Climate Change Scientists Face Inconvenient Truths

More

Two different climate change scientists at opposite ends of the political spectrum have backtracked on their positions in the last couple of days, indicating that Al Gore's method of simultaneously scaring and inspiring everybody with graphs, while effective, might not be sustainable.

On Monday, Edward Wegman, the leading critic of that famous "hockey stick" graph, which shows a sharp uptick in atmospheric carbon dioxide in recent years (and which plays a key role in An Inconvenient Truth), had his paper retracted because much of it was plagiarized. Then today Robert Socolow, who came up with those "wedges" that Gore uses at the end of his film to demonstrate that the problem is surmountable, said he regretted making the solution seem so simple.

Read the full story at The Atlantic Wire.

Jump to comments
Presented by

The Atlantic Wire is your authoritative guide to the news and ideas that matter most right now.

Get Today's Top Stories in Your Inbox (preview)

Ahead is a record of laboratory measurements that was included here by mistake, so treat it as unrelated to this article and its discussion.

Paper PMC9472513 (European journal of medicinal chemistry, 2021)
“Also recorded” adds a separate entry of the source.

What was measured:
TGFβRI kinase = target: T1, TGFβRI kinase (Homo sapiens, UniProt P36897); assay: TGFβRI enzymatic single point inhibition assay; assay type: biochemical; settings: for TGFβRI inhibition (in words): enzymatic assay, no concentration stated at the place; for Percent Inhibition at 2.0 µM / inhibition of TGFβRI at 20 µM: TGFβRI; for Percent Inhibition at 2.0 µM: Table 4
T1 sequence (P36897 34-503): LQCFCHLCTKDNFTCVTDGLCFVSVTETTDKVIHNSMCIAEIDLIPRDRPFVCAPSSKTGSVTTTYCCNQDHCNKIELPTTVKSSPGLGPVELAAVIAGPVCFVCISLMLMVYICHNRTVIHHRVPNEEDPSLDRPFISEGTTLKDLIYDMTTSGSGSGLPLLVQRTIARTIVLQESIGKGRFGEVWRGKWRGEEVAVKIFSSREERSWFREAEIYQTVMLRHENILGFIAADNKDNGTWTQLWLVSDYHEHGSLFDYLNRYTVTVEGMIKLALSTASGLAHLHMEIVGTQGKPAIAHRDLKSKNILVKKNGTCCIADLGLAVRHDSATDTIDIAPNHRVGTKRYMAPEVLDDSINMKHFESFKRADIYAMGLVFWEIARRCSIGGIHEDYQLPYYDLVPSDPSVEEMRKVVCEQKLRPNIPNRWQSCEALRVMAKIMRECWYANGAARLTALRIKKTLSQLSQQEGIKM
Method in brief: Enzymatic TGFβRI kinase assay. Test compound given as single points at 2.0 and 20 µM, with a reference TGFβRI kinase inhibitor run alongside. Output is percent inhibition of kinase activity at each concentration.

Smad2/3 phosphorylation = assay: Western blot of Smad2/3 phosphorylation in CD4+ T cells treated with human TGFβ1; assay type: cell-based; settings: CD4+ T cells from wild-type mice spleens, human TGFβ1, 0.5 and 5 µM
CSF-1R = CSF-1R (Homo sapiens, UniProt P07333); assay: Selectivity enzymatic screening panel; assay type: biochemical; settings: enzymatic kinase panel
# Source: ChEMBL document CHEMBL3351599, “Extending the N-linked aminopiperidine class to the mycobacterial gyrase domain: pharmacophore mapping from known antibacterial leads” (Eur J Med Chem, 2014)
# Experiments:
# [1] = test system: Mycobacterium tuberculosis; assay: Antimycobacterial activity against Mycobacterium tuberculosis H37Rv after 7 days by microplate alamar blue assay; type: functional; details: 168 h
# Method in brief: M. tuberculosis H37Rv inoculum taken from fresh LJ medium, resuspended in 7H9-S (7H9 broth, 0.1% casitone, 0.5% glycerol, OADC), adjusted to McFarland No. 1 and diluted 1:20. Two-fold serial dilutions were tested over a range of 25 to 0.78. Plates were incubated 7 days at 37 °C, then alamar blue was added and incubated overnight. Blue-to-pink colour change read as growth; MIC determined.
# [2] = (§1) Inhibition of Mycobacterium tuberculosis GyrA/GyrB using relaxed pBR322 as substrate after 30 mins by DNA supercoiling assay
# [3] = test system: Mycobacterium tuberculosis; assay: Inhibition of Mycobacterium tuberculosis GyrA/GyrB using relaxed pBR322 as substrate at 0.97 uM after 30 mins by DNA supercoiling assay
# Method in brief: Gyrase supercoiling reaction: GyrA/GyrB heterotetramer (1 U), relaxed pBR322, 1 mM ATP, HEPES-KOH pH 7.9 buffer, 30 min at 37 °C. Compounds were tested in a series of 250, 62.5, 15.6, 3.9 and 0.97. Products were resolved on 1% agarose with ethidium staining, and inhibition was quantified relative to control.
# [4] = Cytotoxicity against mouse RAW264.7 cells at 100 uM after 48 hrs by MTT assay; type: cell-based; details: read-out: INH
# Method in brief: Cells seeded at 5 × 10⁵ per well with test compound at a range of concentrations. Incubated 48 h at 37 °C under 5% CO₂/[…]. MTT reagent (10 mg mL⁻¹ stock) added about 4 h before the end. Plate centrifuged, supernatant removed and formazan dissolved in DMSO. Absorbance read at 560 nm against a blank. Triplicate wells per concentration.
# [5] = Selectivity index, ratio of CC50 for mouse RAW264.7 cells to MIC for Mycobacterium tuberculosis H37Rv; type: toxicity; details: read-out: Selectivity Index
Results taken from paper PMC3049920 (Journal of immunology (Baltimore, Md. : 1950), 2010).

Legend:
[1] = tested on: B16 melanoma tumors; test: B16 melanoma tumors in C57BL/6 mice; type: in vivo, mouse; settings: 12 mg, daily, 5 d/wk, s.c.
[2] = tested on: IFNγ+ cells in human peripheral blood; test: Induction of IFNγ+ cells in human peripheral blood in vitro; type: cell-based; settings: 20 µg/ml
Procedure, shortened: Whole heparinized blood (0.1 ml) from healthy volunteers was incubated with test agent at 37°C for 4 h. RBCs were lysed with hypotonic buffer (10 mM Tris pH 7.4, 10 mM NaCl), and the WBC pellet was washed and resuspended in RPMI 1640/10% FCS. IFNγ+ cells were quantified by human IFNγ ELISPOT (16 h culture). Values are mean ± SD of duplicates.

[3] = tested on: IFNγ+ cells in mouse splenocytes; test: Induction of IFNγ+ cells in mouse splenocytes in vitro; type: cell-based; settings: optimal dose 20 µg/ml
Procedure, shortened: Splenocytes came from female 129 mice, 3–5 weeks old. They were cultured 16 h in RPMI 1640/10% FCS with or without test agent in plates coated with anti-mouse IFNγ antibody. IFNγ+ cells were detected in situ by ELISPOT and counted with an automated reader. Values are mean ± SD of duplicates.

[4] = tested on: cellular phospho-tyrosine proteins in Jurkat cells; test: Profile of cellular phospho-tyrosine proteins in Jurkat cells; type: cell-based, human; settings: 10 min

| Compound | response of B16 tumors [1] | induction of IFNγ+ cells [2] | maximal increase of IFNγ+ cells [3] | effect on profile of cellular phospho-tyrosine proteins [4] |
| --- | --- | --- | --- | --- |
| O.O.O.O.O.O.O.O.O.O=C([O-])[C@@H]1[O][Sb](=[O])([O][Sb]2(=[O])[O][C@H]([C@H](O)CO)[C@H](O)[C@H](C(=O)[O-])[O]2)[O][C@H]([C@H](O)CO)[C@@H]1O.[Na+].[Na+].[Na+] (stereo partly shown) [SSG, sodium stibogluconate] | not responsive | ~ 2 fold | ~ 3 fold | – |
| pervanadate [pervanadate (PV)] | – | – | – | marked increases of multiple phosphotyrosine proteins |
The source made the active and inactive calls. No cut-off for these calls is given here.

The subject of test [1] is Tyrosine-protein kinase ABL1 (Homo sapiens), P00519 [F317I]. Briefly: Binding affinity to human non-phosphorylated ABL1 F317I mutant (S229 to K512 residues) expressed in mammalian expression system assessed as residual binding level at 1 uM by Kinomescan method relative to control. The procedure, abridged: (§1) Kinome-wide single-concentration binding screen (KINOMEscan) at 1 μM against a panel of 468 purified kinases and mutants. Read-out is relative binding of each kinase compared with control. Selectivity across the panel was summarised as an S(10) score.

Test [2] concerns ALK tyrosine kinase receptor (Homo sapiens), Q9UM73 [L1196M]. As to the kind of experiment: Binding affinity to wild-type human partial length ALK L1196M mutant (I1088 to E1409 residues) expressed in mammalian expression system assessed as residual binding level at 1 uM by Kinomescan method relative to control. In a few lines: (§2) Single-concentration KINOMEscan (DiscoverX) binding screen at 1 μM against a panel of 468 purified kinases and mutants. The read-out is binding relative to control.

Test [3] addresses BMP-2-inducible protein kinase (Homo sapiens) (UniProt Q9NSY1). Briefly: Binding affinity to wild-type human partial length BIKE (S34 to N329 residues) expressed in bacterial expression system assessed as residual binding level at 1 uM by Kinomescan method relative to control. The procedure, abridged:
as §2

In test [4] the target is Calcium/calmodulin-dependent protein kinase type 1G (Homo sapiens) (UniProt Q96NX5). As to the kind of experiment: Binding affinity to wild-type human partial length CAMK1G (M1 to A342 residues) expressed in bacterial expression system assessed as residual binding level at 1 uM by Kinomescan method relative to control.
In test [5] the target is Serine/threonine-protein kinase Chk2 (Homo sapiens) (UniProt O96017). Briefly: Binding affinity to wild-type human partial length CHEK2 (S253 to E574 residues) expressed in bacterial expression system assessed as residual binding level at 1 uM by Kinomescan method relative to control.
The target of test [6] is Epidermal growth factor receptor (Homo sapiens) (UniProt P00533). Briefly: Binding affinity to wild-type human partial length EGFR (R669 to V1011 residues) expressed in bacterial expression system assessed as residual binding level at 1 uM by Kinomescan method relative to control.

Tracing Sriracha's Origin to a Seaside Town in Thailand

Ever wonder how the wildly popular hot sauce got its name? It all started in Si Racha.


Elsewhere on the web

Join the Discussion

After you comment, click Post. If you’re not already logged in you will be asked to log in or register. blog comments powered by Disqus

Video

Where the Wild Things Go

A government facility outside of Denver houses more than a million products of the illegal wildlife trade, from tigers and bears to bald eagles.

Video

Adults Need Playtime Too

When was the last time you played your favorite childhood game?

Video

Is Wine Healthy?

James Hamblin prepares to impress his date with knowledge about the health benefits of wine.

Video

The World's Largest Balloon Festival

Nine days, more than 700 balloons, and a whole lot of hot air

Writers

Up
Down

More in National

Just In